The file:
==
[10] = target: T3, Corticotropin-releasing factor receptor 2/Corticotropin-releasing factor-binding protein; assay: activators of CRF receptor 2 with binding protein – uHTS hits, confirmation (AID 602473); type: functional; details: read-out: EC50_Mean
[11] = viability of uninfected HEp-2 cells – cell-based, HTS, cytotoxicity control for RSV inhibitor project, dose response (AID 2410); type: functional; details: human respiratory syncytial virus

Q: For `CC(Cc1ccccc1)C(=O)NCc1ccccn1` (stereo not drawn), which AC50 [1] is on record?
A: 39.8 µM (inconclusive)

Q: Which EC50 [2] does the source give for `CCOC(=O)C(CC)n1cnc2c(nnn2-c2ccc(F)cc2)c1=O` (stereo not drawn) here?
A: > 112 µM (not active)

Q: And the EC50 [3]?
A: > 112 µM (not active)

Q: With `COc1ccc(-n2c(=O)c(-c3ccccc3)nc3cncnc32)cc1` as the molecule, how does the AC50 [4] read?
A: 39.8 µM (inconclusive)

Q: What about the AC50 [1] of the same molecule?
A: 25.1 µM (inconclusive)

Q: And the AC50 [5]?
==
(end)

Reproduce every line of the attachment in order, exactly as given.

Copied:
[10] = target: T3, Corticotropin-releasing factor receptor 2/Corticotropin-releasing factor-binding protein; assay: activators of CRF receptor 2 with binding protein – uHTS hits, confirmation (AID 602473); type: functional; details: read-out: EC50_Mean
[11] = viability of uninfected HEp-2 cells – cell-based, HTS, cytotoxicity control for RSV inhibitor project, dose response (AID 2410); type: functional; details: human respiratory syncytial virus

Q: For `CC(Cc1ccccc1)C(=O)NCc1ccccn1` (stereo not drawn), which AC50 [1] is on record?
A: 39.8 µM (inconclusive)

Q: Which EC50 [2] does the source give for `CCOC(=O)C(CC)n1cnc2c(nnn2-c2ccc(F)cc2)c1=O` (stereo not drawn) here?
A: > 112 µM (not active)

Q: And the EC50 [3]?
A: > 112 µM (not active)

Q: With `COc1ccc(-n2c(=O)c(-c3ccccc3)nc3cncnc32)cc1` as the molecule, how does the AC50 [4] read?
A: 39.8 µM (inconclusive)

Q: What about the AC50 [1] of the same molecule?
A: 25.1 µM (inconclusive)

Q: And the AC50 [5]?